Some detective she is. I’ll give her another chance to redeem herself somewhere after my next edits.

 

 

 

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Grammar Cop

computer-books-pencilsThere much ado on Capitol Hill about the importance of spelling. It’s about time. Ask me. I’m a grammar cop with a badge to prove it.

I’m a writer—at least that’s how I use to identify myself before I realized that editing is my niche. I’m a member of California Writers Club Tri-Valley Branch also known as Tri-Valley Writers. I’ve been part of a novel group, one of the individualized critique groups that meet monthly. There I’m known as the grammarian—often editing English more than critiquing the story.

Grammar Police Award

Grammar Police Award

Long before Trump was elected president, Lani Longshore, a multi-talented crafter, presented me with a Grammar Police shield embroidered on the right inside of a folding credential case. My editing card fits in a clear plastic slot on the left. I seldom have to flash it because most writers know I spout Chicago Manual of Style (CMOS) rules as often as President Trump tweets.

If I had made this award public sooner, perhaps the U.S. Library of Congress would have consulted me (or at least the 16th Edition of CMOS) and been spared the embarrassment of a grammar error in President Trump’s inaugural poster.

Too late to correct the posters but production has been halted. If you bought a first run at $16.95, the odds are that someday it will be a collector’s item—not because of the grammar error but because of the wasted taxpayer dollars for a reprint that reads:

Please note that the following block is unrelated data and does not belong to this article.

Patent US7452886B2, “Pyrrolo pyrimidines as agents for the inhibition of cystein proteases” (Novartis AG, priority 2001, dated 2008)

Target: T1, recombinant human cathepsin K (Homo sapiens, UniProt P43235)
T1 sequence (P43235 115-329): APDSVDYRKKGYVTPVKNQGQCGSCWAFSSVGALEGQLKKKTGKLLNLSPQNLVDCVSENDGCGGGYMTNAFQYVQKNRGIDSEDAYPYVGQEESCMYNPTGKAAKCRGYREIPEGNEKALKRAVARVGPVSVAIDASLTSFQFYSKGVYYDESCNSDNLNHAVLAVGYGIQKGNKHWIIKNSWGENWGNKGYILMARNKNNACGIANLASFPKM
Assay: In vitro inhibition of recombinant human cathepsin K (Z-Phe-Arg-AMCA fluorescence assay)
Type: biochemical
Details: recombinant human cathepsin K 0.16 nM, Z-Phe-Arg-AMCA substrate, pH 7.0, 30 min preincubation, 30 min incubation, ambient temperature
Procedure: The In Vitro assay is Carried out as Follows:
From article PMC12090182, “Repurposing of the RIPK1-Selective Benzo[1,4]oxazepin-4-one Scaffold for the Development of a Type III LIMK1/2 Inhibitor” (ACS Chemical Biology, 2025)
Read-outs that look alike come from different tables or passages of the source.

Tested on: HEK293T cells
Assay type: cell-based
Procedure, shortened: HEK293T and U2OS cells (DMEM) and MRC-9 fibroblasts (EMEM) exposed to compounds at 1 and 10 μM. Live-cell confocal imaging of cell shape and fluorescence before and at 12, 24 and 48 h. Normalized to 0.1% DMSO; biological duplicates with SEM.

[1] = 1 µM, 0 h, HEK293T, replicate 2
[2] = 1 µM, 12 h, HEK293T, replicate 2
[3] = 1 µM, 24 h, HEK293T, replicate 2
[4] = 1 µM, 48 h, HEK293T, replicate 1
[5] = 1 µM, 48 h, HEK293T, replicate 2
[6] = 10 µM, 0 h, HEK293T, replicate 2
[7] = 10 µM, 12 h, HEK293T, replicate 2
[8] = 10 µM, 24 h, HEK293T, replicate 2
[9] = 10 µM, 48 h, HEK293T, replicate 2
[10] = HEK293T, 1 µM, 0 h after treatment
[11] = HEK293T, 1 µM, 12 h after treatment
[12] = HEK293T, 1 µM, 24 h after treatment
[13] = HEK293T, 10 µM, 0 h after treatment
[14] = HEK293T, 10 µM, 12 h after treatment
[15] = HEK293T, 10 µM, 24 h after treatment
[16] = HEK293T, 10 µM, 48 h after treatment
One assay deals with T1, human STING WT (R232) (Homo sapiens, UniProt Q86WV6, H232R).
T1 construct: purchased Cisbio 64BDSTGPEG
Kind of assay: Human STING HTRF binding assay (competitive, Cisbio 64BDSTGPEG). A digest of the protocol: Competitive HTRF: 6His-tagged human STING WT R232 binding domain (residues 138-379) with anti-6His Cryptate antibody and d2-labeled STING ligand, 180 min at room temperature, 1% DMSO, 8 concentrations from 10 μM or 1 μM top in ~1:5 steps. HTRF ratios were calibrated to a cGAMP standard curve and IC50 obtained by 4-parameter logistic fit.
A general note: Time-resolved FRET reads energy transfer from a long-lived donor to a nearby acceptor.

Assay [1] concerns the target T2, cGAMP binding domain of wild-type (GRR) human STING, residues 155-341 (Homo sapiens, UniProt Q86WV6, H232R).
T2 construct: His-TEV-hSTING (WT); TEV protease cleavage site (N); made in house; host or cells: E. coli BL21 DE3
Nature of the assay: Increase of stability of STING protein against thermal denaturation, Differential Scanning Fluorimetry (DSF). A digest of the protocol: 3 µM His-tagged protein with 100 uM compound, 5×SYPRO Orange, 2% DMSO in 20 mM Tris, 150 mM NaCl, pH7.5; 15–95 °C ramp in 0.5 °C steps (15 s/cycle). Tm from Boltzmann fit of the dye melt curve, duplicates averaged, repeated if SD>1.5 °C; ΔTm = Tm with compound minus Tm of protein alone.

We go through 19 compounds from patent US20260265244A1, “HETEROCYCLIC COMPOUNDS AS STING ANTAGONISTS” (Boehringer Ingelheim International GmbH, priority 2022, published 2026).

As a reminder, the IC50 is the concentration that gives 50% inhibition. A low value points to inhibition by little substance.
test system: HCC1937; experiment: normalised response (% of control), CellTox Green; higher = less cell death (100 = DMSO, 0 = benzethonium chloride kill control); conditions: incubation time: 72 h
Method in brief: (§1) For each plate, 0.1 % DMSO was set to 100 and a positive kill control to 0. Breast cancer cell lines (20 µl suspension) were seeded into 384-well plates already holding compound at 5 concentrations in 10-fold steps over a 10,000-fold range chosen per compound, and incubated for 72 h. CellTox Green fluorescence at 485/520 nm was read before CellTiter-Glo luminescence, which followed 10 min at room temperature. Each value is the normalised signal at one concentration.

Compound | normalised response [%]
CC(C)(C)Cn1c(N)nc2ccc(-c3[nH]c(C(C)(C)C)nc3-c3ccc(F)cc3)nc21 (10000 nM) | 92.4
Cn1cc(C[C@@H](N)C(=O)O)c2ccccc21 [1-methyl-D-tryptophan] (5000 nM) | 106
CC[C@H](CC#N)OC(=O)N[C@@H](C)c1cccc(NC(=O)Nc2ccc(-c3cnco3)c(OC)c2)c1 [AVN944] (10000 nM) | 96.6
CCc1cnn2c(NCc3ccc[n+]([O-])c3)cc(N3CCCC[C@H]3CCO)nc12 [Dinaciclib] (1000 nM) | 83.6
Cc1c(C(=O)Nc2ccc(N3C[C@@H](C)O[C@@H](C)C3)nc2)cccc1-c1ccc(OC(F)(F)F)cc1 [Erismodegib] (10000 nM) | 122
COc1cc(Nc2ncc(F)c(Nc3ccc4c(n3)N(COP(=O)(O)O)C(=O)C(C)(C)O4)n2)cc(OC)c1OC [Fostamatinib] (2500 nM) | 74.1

No dream 2 big, no challenge 2 great…

 

 

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Okay to ignore writing rules if you’re Lee Child

Start-screenI’m a freelance editor for individuals and independent publishers. My job is to pinpoint spelling, punctuation, grammar, incomplete sentences, and syntax errors, but the rules are always changing.

For example: Limit the use of anybody, just, like, only, some, and somebody. But or and, once forbidden as sentence starters, are now acceptable, but the author should avoid beginning with because, when, which or words ending in –ing. One more grammar rule: Don’t use incomplete sentence in narrative, only in dialogue. Don’t overuse commas.

Bookpages animatedWait a minute! I just read Night School, a Jack Reacher 2016 novel by #1 New York Times Bestselling author Lee Child. Here are random sentences from that prequel.

  • Reacher thought back, to the conversation in Garber’s office.
  • She drove, back to the place she had only just left.
  • Surprised, and a little quizzical.

Are those commas necessary in these three short sentences? What about the double-up of only and just? I’m still waiting for the other shoe to drop on that last sentence.

How about these incomplete, single sentence paragraphs?

  • Twitching and writhing and wringing his hands. [Note: At least this is appropriate syntax]
  • Thinking.
  • Local gentleman, like himself.
  • Like an old black-and-white movie.
  • An inconvenient ratio.

Start-Finish-RoadWhy does Lee Child’s editor let him get away with these writing blunders? Not because he was born Jim Grant in England. Not because he hires a freelancer like me (Delacorte Press can afford top-quality editors). Not because the third-person narrator mimics Jack Reacher who doesn’t waste words. Because one thing an editor doesn’t change is the writer’s style.

P.S. Bestselling is now one word. Lee Child and his editors got that right. It’s possible that the #1 New York Times Bestselling Author blurb is the #1 reason basic editing rules don’t apply to Jack Reacher.